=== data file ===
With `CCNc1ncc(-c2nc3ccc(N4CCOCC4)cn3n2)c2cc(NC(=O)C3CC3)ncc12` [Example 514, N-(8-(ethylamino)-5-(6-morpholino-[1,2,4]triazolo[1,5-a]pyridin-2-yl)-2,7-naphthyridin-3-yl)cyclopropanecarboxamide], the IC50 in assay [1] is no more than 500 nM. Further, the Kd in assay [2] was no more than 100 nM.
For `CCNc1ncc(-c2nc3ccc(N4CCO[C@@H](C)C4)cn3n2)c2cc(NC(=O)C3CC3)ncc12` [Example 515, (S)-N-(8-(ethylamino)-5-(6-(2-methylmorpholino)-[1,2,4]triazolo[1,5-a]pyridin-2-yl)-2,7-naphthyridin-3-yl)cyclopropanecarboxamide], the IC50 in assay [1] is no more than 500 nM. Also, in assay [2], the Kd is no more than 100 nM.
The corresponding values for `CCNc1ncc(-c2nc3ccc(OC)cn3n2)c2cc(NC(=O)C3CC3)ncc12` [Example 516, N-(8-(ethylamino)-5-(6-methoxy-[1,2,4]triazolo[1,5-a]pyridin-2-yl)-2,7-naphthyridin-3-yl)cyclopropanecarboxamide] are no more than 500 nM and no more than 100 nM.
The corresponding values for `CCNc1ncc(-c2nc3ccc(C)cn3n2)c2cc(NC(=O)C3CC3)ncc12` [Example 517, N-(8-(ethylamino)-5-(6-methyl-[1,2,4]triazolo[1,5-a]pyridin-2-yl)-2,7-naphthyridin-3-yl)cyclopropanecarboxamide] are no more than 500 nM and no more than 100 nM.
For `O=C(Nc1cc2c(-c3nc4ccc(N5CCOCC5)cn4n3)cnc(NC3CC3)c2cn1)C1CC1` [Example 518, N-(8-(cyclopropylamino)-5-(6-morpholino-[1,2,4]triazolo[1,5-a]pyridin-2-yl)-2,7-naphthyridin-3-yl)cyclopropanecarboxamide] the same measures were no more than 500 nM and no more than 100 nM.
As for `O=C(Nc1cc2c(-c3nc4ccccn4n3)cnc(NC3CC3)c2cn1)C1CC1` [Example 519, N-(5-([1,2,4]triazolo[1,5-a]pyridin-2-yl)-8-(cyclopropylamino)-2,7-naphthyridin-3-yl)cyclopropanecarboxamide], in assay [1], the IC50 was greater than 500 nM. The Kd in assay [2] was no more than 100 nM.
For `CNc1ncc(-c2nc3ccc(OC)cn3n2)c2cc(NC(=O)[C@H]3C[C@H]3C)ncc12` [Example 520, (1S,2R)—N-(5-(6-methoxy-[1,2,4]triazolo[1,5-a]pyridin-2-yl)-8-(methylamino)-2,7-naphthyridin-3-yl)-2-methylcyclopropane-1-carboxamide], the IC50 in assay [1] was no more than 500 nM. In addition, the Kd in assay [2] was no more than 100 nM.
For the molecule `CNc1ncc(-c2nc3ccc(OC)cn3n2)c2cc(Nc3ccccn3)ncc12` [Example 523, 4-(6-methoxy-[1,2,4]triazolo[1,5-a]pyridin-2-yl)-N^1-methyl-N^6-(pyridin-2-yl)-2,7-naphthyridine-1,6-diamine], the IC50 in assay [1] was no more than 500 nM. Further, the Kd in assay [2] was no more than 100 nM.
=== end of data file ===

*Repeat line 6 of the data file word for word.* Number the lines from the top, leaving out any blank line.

As for `O=C(Nc1cc2c(-c3nc4ccccn4n3)cnc(NC3CC3)c2cn1)C1CC1` [Example 519, N-(5-([1,2,4]triazolo[1,5-a]pyridin-2-yl)-8-(cyclopropylamino)-2,7-naphthyridin-3-yl)cyclopropanecarboxamide], in assay [1], the IC50 was greater than 500 nM. The Kd in assay [2] was no more than 100 nM.